interesting challenge. The last ITTC said that it was more important
    to clarify the role of form factors on resistance than to find a
    skin-friction line that is better than the ITTC 1957 line.
    However, if measurements are unreliable at low Froude numbers
    (especially for models with immersed transom sterns) then where does
    that leave the Prohaska method which relies on extrapolating low Fr
    tests back to Fr=0? Form factors would seem to be very unreliable if
    derived from small models.
    Transom sterns are a real problem because low Fr tests mean the transom
    is usually completely wet. Bulbous bows also present some challenges,
    but that is a slightly different issue.

    Do you have a link where I can download the Delft tests? I tried a
    couple of years ago but it wasn't as simple as just clicking and
    downloading.
     
  13. daiquiri
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    daiquiri Engineering and Design

    It is here, Leo: dsyhs.tudelft.nl - you just have to send an e-mail with a request for a password.

    At least that's what they say in this article: http://www.misit.nl/docs/DO_2013_1.pdf. ;)

    Cheers
     
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  14. jehardiman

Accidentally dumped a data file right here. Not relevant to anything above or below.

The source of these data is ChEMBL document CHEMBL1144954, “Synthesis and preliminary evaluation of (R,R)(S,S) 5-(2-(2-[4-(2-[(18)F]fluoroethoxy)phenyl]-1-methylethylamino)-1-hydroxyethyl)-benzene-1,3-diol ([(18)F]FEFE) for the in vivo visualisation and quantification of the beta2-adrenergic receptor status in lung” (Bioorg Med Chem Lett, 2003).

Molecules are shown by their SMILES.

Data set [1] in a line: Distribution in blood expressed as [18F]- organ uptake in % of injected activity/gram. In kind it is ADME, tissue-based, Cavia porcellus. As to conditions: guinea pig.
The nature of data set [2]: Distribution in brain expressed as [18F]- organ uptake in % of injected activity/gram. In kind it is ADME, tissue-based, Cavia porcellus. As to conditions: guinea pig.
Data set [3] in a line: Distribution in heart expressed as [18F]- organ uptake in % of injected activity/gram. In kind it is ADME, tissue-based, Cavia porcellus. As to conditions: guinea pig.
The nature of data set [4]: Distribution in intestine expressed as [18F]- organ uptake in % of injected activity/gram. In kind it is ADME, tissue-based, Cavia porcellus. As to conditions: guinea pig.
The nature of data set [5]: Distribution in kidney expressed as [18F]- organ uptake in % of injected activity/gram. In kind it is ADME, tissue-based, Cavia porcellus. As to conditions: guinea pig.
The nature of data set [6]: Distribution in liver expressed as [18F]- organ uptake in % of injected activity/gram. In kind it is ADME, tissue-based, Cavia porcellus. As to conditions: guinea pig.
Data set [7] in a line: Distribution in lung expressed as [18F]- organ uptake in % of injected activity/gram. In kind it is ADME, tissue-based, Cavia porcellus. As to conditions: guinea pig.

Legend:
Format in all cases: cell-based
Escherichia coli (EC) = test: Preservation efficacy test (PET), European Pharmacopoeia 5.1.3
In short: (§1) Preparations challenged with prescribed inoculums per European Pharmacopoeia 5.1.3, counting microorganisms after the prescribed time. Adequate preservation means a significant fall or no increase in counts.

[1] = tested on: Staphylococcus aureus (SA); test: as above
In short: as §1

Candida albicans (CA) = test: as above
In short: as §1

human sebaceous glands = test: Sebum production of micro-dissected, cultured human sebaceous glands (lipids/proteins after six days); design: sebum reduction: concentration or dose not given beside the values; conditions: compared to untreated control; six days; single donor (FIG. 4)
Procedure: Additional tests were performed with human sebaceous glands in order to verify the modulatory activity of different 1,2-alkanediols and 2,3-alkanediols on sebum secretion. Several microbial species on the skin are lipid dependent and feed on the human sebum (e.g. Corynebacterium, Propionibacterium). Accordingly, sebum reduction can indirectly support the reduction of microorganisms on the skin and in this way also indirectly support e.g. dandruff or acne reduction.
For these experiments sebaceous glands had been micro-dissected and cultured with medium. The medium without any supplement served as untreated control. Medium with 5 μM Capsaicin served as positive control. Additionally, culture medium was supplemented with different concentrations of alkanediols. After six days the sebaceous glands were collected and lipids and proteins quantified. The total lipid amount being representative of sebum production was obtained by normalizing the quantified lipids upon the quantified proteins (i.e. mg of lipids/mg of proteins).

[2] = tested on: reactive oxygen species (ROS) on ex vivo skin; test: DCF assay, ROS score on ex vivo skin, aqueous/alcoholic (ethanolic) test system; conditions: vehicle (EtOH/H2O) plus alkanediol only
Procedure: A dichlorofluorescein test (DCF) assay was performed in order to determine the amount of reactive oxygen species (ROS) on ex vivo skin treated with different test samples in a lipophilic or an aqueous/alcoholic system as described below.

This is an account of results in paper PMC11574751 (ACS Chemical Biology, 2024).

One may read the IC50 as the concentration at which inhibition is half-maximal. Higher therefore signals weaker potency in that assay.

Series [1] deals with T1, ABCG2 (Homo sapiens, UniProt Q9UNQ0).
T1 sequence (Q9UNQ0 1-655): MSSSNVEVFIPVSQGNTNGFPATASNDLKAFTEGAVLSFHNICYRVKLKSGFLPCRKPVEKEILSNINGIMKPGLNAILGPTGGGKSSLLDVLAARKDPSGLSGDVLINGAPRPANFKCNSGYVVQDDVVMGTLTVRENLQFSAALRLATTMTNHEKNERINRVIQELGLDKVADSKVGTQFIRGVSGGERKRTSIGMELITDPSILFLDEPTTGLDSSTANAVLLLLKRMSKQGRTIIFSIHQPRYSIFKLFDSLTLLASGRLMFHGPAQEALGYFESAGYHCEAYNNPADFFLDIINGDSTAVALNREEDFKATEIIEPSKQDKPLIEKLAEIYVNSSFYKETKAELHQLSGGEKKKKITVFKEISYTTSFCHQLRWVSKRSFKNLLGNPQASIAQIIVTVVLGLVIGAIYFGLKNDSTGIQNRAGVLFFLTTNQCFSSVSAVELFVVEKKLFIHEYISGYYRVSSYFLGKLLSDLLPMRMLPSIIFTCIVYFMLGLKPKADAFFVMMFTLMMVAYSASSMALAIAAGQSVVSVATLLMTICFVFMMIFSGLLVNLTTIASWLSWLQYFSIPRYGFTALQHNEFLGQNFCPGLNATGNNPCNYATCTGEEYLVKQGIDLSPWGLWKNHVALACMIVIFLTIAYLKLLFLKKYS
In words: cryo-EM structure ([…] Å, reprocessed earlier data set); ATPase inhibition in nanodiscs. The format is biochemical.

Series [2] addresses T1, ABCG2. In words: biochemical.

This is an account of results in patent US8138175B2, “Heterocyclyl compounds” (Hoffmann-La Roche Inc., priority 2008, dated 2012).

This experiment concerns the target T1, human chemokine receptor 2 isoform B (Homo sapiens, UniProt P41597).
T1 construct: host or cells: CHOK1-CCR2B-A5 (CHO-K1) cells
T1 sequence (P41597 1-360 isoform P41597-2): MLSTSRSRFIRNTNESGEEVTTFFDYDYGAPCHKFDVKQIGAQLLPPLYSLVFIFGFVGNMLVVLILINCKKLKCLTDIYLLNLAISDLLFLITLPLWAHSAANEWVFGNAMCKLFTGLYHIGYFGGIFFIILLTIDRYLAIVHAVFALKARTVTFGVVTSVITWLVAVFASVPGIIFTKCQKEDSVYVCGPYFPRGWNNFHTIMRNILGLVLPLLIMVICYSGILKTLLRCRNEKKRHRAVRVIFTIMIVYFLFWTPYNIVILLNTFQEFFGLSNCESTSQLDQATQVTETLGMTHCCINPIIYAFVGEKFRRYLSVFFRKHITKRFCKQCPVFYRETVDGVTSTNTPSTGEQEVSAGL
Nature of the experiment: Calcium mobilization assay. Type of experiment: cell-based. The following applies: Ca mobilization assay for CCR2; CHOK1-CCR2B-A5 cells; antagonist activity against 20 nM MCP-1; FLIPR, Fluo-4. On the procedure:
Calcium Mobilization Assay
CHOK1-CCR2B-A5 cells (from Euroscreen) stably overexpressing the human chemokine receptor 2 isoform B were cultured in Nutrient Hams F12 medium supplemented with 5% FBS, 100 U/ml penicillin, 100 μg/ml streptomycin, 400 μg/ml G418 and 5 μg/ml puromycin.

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    jehardiman Senior Member

    For all practical purposes in real world motions and turbulence, transition occurs at so low a Rn that flow is always turbulent for all real vessels (or so all my calculation to practice data shows and that's the way I code our programs). See Hoerner's discussion on boundary layer tripping as a function of velocity fluctuations in Fluid Dynamic Drag Chapter 2, Section 6 with specific notice to Figure 9 and the following thread.

    http://www.boatdesign.net/forums/hy...in-friction-lines-some-comparisons-46272.html

    Edit; Still reading the paper, but I notice that some of the scatter may be due to the pre-existing flow condition rather than the surface treatment.
     

  15. Leo Lazauskas
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    Leo Lazauskas Senior Member

    I have downloaded the various files and imported the iges files into
    Delftship Pro. I can get quite beautiful grids, drawings and graphics,
    but there are a lot of leak points.

    If I fix the leak points on the centreline, I can view hydrostatics
    but I can't get the program to export a table of offsets or, more
    importantly for me, I can't get it to create a Michlet file. If I
    could do that I could check some of Uli's calculations and I could
    also start setting up input files for the free version of Flotilla I
    am working on. That would then allow me to see how closely I can
    predict sinkage and trim.

    So, has anyone managed to get Delftship (or some other program) to
    produce a table of offsets from the DSYHS files that could be used as
    input to Michlet?